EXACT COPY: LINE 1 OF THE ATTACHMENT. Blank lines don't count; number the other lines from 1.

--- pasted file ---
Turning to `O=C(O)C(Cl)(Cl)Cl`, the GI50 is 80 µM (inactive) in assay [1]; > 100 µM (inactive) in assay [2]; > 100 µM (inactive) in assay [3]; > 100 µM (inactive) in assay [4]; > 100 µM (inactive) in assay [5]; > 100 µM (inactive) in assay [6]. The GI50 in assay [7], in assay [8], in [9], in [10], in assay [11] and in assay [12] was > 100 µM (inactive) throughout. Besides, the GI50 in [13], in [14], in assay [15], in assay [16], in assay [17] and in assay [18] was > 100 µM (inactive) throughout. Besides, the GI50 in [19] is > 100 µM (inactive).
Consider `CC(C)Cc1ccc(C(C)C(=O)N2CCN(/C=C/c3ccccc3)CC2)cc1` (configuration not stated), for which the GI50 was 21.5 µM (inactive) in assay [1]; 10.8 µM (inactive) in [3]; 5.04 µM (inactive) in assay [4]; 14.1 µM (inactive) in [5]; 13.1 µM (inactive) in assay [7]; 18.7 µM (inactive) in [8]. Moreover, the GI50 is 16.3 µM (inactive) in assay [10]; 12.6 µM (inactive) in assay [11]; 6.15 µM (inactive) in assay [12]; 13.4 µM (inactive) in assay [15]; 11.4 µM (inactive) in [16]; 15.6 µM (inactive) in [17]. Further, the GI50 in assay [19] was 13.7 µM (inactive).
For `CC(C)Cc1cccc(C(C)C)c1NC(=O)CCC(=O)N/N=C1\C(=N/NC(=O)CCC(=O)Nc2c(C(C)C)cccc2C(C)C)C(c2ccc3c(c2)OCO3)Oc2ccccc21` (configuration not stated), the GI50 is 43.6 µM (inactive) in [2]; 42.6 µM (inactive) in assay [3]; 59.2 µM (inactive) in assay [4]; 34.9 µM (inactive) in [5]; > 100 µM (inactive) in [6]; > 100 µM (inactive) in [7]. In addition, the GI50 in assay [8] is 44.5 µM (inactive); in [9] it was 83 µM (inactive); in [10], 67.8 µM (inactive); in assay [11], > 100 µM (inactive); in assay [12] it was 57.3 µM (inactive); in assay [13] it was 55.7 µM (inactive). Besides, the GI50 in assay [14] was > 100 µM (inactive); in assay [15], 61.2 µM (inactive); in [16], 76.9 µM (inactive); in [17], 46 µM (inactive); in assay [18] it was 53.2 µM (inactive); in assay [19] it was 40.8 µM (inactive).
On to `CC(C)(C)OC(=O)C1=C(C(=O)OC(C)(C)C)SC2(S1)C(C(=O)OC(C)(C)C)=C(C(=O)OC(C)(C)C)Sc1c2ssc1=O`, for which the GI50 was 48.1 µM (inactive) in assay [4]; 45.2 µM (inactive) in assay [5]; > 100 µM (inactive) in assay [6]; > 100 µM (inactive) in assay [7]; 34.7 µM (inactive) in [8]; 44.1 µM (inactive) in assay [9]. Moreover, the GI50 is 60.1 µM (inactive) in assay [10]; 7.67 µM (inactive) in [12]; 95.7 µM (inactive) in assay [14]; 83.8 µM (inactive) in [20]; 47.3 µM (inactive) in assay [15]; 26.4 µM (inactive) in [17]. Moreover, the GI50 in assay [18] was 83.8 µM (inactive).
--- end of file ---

Turning to `O=C(O)C(Cl)(Cl)Cl`, the GI50 is 80 µM (inactive) in assay [1]; > 100 µM (inactive) in assay [2]; > 100 µM (inactive) in assay [3]; > 100 µM (inactive) in assay [4]; > 100 µM (inactive) in assay [5]; > 100 µM (inactive) in assay [6]. The GI50 in assay [7], in assay [8], in [9], in [10], in assay [11] and in assay [12] was > 100 µM (inactive) throughout. Besides, the GI50 in [13], in [14], in assay [15], in assay [16], in assay [17] and in assay [18] was > 100 µM (inactive) throughout. Besides, the GI50 in [19] is > 100 µM (inactive).